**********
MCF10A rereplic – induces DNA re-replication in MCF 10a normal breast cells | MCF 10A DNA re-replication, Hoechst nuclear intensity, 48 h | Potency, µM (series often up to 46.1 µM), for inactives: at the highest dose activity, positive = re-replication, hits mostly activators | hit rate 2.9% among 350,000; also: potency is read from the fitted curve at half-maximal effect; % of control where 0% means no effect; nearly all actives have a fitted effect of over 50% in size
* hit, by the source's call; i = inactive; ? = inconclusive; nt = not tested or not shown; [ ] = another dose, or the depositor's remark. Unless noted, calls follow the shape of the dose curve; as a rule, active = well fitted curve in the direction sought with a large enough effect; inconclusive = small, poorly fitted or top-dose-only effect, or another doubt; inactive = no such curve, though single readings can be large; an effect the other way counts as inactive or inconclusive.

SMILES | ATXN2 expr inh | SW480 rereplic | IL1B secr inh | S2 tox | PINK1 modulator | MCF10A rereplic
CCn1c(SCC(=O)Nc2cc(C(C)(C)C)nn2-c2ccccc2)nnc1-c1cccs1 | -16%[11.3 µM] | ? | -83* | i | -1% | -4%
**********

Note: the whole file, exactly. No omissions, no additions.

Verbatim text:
MCF10A rereplic – induces DNA re-replication in MCF 10a normal breast cells | MCF 10A DNA re-replication, Hoechst nuclear intensity, 48 h | Potency, µM (series often up to 46.1 µM), for inactives: at the highest dose activity, positive = re-replication, hits mostly activators | hit rate 2.9% among 350,000; also: potency is read from the fitted curve at half-maximal effect; % of control where 0% means no effect; nearly all actives have a fitted effect of over 50% in size
* hit, by the source's call; i = inactive; ? = inconclusive; nt = not tested or not shown; [ ] = another dose, or the depositor's remark. Unless noted, calls follow the shape of the dose curve; as a rule, active = well fitted curve in the direction sought with a large enough effect; inconclusive = small, poorly fitted or top-dose-only effect, or another doubt; inactive = no such curve, though single readings can be large; an effect the other way counts as inactive or inconclusive.

SMILES | ATXN2 expr inh | SW480 rereplic | IL1B secr inh | S2 tox | PINK1 modulator | MCF10A rereplic
CCn1c(SCC(=O)Nc2cc(C(C)(C)C)nn2-c2ccccc2)nnc1-c1cccs1 | -16%[11.3 µM] | ? | -83* | i | -1% | -4%